As Beijing and Washington return to the negotiating table looking to settle their trade dispute, experts say the Hong Kong protests could cast a "shadow" over discussions — even if the situation doesn't directly affect the outcome of this week's talks.
Ahead of the discussions, U.S. President Donald Trump told reporters on Monday he hopes China finds a humane and peaceful resolution to the ongoing political protests in Hong Kong, Reuters reported.
"If anything happened bad, I think that would be a very bad thing for the negotiation. I think politically it would be very tough," Trump said of Hong Kong's pro-democracy protests, Reuters said.
Hong Kong, a former British colony, returned to Chinese rule in 1997. Anti-government protests have rocked the city for over four months now. They first erupted over a now withdrawn extradition bill that would have allowed fugitives to be transferred to mainland China for trial.
"It will just irritate the Chinese that the two [situations] are being linked," said Richard Harris, CEO of Hong Kong-based asset management firm Port Shelter Investment Management.
But if Beijing exercises any extreme measures in Hong Kong, then there will be potential talks of sanctions and restrictions, denting any progress that has been made, Harris told CNBC's "Squawk Box" on Tuesday.
"There's been strong reports, even this morning, that if there is major action by Chinese forces in Hong Kong, that it will certainly be included in terms of the trade deal — and you have to think that's going to be the case," he said.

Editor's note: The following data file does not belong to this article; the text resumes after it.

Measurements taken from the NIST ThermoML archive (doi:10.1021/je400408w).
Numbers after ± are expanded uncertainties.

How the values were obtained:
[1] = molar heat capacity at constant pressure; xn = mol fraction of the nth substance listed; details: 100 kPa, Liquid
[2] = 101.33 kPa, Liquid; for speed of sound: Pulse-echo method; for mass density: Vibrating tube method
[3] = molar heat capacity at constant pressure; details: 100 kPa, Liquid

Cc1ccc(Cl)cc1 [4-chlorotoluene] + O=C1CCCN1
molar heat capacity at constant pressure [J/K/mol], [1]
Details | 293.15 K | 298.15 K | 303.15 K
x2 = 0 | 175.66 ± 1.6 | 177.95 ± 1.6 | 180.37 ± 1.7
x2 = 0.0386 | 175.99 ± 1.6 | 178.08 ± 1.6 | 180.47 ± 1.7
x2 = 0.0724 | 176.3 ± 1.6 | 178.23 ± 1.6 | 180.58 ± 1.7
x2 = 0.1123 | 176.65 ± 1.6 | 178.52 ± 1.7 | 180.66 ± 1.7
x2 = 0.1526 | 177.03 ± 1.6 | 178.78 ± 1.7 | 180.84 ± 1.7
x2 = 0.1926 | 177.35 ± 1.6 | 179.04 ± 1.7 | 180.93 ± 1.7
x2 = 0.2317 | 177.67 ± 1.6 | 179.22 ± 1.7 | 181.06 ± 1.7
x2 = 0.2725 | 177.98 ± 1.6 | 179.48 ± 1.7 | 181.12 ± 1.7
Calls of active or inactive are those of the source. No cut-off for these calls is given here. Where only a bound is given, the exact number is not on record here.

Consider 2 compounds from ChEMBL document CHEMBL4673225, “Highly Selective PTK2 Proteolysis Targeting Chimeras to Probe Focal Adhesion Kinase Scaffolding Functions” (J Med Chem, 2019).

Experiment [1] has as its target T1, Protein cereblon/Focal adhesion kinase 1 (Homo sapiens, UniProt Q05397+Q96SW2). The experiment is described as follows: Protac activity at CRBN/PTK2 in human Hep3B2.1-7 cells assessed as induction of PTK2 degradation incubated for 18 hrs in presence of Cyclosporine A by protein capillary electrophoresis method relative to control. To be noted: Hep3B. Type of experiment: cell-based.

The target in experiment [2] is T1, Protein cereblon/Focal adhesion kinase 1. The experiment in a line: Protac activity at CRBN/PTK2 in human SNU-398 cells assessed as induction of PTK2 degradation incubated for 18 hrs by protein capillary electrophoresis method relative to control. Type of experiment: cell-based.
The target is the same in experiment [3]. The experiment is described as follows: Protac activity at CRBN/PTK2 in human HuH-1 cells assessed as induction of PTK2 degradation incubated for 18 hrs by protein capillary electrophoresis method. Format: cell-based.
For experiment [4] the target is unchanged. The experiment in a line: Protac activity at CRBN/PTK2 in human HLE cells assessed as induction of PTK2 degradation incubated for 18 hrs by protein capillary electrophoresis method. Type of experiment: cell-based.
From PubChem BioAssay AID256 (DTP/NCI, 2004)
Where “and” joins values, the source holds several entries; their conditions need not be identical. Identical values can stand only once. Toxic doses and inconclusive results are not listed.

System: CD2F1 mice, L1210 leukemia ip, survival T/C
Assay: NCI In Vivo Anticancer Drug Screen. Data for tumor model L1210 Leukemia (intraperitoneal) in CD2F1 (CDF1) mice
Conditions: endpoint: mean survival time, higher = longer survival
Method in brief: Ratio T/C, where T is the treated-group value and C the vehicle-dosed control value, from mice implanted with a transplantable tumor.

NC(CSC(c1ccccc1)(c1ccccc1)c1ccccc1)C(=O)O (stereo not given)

Even if there's no direct impact, Hong Kong's months of unrest "will likely cast an uncomfortable shadow over the [trade] discussions," said Nick Marro, global trade lead at The Economist Intelligence Unit.
U.S. Commerce Secretary Wilbur Ross told Fox Business last week that the "(Hong Kong situation) probably will have some impact on the Chinese side, even despite whatever it has on ours, because this is a sign of domestic dissent within their community and Hong Kong is quite important for the international trading activities of China."
China faces a big political challenge in Hong Kong — a city that operates under the "one country, two systems" principle, which grants its citizens a certain degree of financial and legal independence from the mainland. The global financial center is going through its biggest political turmoil since its return to Chinese rule.
If China encroaches on Hong Kong's economic autonomy to establish direct trade relations with other markets, then the pressing issue for the city is the risk of being "lumped in with China in terms of tariffs," Harris said. He added that would be "extremely challenging."
Beijing has repeatedly claimed that "external powers" are meddling in its handling of the situation in Hong Kong, condemning "any foreign interference."
Meanwhile, U.S. lawmakers are considering the Hong Kong Human Rights and Democracy Act, EIU's Marro noted. The bill would make Hong Kong's special privileges, including those related to trade and business, subject to annual review in Washington.
A Beijing official in Hong Kong has called the bill "the epitome of hegemony," adding that the U.S. is "justifying its interference in other countries' internal affairs with its domestic law" by considering such legislation.
Still, Harris said he believes most people in Hong Kong think this is an issue that Beijing will ultimately have to handle itself.